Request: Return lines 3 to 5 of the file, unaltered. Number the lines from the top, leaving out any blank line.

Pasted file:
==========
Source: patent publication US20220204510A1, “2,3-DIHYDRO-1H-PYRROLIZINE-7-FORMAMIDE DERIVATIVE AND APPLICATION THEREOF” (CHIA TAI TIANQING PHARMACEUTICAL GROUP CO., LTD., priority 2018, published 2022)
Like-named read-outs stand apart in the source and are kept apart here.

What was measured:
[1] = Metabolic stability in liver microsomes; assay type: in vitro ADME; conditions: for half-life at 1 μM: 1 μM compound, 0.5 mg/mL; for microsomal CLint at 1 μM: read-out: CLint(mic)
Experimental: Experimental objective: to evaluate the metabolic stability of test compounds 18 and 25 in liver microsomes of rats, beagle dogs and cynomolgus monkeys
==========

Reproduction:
What was measured:
[1] = Metabolic stability in liver microsomes; assay type: in vitro ADME; conditions: for half-life at 1 μM: 1 μM compound, 0.5 mg/mL; for microsomal CLint at 1 μM: read-out: CLint(mic)
Experimental: Experimental objective: to evaluate the metabolic stability of test compounds 18 and 25 in liver microsomes of rats, beagle dogs and cynomolgus monkeys